An Authors Defining Moments Unraveled
I remember my sixth-grade English teacher. Fresh out of college she walked in the door with an attitude. Flawless in looks, organized, and a stickler for rules, I hated her. My handwriting was atrocious no matter how hard I tried to open the scrawl. I often left out periods, overused the comma, and worse yet, I extended my margins. Assignment after assignment met with red marks, comments and deductions for my weaknesses. All my As turned into Bs and my insides boiled, until one day I complained.
Miss Perfect claimed she was treating us as adults, college level writers. She accused me of being lazy. She challenged me to teach the next unit. Plied with her teacher’s manual and a series of American short stories, I had three weeks to read, analyze, research current events, and create a class that showed the various conflicts man vs. man, nature vs. man, the hero’s journey, and the arc of a story. Undaunted I plowed through as if my life depended on it. Half-way through the 21 days, I sought her help. She reviewed my outline for each story, my assumptions, pertinent articles, and examples of dialogue and descriptions, that the reader could discover. She tweaked my examples, made me dig deeper, until my week of teaching arrived.
I won the class over and pushed them to explain. Miss Perfect gave me an A and I conceded that she knew what she was doing. I’d love to tell you my handwriting improved, my commas and periods were well placed. But I often slipped up. We arrived at a compromise. She’d graded me on my content but still marked in red my grammatical errors.
I learned respect, the depth of a story, and the work of a writer. It took me until I was in my forties to declare that I wanted to be an author. After three novels, I thought I was a fiction writer, until I wrote a memoir, and then a collection of essays and short stories. Poems peppered my writing, but I feared the eye of Miss Perfect watching how I ignored poetic rules. Would she come back to haunt me? Or worse yet I feared a true poet would declare me an impostor. Now that my first children’s illustrated book has been released, I no longer define my writing by genre or labels.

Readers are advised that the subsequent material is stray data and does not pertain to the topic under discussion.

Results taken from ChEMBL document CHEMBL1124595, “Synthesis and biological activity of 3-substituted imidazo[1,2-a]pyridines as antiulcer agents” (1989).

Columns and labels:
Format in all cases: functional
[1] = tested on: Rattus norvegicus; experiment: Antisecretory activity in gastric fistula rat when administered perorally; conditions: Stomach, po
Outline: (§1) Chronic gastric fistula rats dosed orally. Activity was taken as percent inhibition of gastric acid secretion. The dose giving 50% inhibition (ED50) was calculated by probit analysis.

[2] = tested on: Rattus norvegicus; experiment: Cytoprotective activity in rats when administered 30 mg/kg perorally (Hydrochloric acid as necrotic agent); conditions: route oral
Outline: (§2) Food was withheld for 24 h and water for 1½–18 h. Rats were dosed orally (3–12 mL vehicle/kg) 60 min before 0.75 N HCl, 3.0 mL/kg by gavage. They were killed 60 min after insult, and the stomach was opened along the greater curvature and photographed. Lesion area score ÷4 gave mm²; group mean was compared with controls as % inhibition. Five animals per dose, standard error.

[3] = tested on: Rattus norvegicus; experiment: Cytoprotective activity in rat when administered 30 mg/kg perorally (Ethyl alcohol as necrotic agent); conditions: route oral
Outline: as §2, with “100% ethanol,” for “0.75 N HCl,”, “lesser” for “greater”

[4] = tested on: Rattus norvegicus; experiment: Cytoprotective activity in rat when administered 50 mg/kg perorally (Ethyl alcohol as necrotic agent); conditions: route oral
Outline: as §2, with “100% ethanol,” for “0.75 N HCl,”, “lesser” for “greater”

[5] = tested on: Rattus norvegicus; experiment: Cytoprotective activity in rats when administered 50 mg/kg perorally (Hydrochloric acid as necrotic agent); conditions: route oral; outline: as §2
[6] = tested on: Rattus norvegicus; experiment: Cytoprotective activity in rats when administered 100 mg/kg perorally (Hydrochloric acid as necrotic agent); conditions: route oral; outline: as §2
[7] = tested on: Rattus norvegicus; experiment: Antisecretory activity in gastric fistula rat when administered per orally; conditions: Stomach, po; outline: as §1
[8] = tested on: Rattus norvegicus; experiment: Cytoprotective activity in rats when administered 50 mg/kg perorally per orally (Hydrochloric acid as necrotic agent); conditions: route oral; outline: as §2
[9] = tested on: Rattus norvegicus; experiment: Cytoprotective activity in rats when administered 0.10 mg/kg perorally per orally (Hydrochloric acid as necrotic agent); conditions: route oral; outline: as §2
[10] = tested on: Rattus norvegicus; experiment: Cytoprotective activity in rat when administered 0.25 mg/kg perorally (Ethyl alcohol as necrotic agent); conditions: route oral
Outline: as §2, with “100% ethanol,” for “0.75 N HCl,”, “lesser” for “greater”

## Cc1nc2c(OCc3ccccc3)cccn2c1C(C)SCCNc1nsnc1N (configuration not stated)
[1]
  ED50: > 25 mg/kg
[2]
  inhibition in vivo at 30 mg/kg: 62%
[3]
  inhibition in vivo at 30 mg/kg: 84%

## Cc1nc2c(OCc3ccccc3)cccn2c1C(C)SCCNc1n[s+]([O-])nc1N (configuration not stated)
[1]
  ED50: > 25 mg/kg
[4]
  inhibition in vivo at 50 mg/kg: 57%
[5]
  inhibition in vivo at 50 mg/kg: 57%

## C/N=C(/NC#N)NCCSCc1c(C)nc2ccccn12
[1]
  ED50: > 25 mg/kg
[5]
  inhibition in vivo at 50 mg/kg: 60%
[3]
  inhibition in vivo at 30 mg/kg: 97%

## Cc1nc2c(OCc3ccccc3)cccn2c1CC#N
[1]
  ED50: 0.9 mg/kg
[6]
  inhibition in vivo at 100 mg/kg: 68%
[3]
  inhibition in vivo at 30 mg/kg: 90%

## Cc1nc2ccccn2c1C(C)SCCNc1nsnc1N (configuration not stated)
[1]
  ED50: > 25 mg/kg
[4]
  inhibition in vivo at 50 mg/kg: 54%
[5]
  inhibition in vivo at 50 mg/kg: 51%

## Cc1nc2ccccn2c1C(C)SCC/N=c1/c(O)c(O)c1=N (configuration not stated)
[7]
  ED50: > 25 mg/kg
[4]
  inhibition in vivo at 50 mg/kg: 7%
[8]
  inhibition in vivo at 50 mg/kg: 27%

We are often asked to define ourselves by what we do. Labels help those asking to sort through their assumptions and apply their responses accordingly. I’m retired which gives a freedom to be a teacher, a student, a journalist, a researcher, a grandmother, and so much more. I can even be lazy.
For the record, I share stories in all forms. I break rules, but not the ones that will confuse readers. I too am a stickler for excellence. I rely heavily on my editors, critique groups, and my inner passions. I’m humbled by the daunting task of revelation. I rely on readers to catch my connections, to bring their conflicts and events to mix in with my stories.
Abbe Rolnick grew up in the suburbs of Baltimore, Maryland. Her first major cultural jolt occurred at age 15 when her family moved to Miami Beach, Florida. To find perspective, she climbed the only non-palm tree at her condo-complex and wrote what she observed. Here, history came alive with her exposure to the Cuban culture. RIVER OF ANGELS, the first novel in her series Generation of Secrets, stems from her experiences during her stay in Puerto Rico.
Other books by Abbe Rolnick: Color of Lies (Book 2 in the Generation of Secrets Series, Founding Stones (Book 3 in the Generation of Secrets Series), Cocoon of Cancer: An Invitation to Love Deeply, Tattle Tales: Essays and Stories Along the Way.
Her most recent publication is Bubbie’s Magical Hair, a children’s illustrated book.
A former bookstore owner, CEO of a manufacturing firm, and restaurant, she presently resides with her husband on twenty acres in Skagit Valley, Washington.
You can find more at her website: www.abberolnick.com.
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